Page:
Excavating the Afterlife
The Archaeology of Early Chinese Religion
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In Excavating the Afterlife, Guolong Lai explores the dialectical relationship between sociopolitical change and mortuary religion from an archaeological perspective. By examining burial structure, grave goods, and religious documents unearthed from groups of well-preserved tombs in southern China, Lai shows that new attitudes toward the dead, resulting from the trauma of violent political struggle and warfare, permanently altered the early Chinese conceptions of this world and the afterlife. The book grounds the important changes in religious beliefs and ritual practices firmly in the sociopolitical transition from the Warring States (ca. 453-221 BCE) to the early empires (3rd century-1st century BCE).
- Published: March 2015
- Subject Listing: Asian Studies / China; Archaeology
- Bibliographic information: 320 pp., 95 illus., 14 in color, 1 map, 7 x 10 in.
- Territorial rights: World Rights
- Series: Art History Publication Initiative Books
A methodologically sophisticated synthesis of archaeological, art historical, and textual sources, Excavating the Afterlife will be of interest to art historians, archaeologists, and textual scholars of China, as well as to students of comparative religions.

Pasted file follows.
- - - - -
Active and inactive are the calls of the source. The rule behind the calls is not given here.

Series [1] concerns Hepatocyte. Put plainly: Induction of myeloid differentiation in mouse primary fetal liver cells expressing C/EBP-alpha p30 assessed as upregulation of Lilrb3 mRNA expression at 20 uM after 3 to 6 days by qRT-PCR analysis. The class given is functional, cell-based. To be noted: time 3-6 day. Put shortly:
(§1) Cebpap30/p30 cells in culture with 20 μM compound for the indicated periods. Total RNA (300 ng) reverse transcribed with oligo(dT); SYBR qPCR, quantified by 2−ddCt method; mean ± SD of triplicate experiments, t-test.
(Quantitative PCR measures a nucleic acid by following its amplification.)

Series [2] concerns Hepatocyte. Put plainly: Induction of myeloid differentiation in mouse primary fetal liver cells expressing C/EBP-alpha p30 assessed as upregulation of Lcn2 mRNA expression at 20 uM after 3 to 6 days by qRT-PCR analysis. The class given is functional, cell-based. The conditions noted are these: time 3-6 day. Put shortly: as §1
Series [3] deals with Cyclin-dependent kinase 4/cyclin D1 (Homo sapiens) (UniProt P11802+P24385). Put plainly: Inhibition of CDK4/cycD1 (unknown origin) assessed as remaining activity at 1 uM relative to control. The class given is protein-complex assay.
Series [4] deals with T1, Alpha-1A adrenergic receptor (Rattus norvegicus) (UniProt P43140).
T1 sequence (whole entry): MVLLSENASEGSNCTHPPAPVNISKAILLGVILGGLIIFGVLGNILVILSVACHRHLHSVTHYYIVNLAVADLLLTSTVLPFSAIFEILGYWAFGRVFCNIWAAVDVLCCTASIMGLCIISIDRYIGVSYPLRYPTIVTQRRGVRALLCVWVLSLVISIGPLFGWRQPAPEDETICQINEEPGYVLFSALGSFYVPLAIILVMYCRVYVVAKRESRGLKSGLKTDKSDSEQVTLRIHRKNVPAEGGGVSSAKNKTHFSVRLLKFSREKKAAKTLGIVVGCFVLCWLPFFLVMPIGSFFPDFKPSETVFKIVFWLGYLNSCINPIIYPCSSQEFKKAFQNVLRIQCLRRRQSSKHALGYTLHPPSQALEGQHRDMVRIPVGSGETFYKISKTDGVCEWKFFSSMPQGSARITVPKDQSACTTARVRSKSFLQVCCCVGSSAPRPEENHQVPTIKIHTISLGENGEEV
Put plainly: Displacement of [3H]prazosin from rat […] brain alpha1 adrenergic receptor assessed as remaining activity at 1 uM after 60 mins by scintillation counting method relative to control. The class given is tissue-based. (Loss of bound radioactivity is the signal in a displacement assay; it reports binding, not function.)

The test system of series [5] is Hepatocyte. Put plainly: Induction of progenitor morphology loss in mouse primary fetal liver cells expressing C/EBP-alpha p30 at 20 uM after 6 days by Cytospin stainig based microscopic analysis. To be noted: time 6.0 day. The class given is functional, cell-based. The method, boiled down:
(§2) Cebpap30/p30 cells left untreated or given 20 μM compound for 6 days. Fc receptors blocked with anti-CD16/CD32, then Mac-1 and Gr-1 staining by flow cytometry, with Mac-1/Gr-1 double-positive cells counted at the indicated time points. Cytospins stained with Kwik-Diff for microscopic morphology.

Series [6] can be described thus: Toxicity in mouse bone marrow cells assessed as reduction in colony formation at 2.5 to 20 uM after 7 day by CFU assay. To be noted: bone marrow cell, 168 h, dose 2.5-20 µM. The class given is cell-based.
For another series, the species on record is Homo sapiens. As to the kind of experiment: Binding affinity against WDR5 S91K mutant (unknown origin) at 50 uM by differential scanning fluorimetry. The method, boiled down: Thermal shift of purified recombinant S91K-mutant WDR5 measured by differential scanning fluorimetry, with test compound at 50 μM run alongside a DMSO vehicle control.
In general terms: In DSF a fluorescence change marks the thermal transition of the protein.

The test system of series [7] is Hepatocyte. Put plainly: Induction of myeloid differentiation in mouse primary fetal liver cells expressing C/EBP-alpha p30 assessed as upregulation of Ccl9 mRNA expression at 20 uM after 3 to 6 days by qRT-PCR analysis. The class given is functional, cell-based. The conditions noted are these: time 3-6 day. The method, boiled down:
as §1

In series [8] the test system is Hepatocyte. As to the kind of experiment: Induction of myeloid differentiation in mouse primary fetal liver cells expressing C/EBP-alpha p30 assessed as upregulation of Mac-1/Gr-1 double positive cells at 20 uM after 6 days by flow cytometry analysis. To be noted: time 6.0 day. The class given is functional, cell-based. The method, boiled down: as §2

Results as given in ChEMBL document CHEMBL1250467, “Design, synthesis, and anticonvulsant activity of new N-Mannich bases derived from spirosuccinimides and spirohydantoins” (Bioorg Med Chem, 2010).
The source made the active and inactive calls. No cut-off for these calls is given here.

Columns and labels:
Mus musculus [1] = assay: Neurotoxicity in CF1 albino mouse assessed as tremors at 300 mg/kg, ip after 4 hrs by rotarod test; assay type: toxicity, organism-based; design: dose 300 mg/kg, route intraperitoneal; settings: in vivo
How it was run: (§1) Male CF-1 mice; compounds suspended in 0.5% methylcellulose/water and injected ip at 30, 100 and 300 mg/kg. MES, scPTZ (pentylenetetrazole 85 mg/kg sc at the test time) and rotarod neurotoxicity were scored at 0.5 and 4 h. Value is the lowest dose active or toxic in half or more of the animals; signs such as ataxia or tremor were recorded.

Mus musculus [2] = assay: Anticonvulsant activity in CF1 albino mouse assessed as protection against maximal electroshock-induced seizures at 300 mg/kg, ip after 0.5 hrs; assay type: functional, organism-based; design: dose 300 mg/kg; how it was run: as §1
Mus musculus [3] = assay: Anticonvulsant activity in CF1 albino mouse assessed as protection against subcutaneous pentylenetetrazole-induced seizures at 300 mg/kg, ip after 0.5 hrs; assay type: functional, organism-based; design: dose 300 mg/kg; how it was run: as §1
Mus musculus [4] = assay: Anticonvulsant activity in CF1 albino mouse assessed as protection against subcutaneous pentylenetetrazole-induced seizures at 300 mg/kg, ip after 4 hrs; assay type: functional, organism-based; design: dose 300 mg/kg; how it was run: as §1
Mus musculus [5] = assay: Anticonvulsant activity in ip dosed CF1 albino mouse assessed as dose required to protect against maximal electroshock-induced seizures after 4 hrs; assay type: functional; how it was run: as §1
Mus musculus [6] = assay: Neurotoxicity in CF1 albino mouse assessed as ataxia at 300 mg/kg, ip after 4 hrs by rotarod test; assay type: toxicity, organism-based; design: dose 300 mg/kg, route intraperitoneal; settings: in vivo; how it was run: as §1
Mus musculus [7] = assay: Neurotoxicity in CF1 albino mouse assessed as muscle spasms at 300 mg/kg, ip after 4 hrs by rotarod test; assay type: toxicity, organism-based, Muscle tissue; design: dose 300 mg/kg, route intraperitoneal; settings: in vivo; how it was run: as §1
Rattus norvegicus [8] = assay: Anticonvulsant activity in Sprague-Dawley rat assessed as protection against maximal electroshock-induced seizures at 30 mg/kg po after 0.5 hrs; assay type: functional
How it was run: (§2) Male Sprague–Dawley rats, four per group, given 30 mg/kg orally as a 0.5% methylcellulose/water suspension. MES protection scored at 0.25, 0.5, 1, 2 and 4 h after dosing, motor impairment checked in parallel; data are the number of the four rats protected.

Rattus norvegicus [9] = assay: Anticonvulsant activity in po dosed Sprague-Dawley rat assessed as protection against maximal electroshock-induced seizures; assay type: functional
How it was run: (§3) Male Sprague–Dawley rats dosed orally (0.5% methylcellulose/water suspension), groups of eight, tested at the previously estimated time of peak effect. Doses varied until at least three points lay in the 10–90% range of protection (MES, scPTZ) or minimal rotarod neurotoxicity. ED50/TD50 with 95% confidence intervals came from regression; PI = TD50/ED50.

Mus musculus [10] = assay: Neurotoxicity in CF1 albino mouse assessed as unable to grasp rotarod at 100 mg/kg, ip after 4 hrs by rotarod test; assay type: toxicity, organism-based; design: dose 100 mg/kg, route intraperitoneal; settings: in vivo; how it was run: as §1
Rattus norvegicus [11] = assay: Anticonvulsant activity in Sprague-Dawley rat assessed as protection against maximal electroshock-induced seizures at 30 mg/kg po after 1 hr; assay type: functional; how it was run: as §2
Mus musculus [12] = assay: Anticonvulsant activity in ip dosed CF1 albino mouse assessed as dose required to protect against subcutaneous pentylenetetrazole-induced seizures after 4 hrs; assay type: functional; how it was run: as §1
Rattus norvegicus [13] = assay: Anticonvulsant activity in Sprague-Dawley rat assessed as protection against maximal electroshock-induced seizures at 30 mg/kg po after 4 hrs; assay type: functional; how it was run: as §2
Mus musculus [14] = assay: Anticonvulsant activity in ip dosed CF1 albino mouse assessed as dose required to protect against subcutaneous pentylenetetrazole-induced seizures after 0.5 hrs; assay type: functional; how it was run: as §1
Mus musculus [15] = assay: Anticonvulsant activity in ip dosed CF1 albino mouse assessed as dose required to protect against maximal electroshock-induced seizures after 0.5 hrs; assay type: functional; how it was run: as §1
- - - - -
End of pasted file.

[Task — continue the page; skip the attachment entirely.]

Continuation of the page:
For more information: http://arthistorypi.org/books/excavating-the-afterlife
Guolong Lai is associate professor of Chinese art and archaeology at the University of Florida and a member of the Institute for Advanced Study in Princeton.
"Lai rightly prioritizes the archaeological remains over the textual tradition to uncover how people in the territory of Chu actually treated the dead and how they viewed the spirits, uncovering new insights into early Chinese religion. This is an invaluable contribution to the field."
-Anthony Barbieri-Low, author of Artisans in Early Imperial China
"Lai's explanation of the shift in attitude toward the dead-from a neutral notion of the ancestral spirits to fear of the spirits as unmoored and malevolent entities who need to be guided-is very provocative."
-Amy McNair, author of Upright Brush: Yan Zhenqing's Calligraphy and Song Literati Politics
Chronology of Early Chinese Dynasties
1. The Dead Who Would Not Be Ancestors
2. The Transformation of Burial Space
3. The Presence of the Invisible
4. Letters to the Underworld
5. Journey to the Northwest
Glossary of Chinese Characters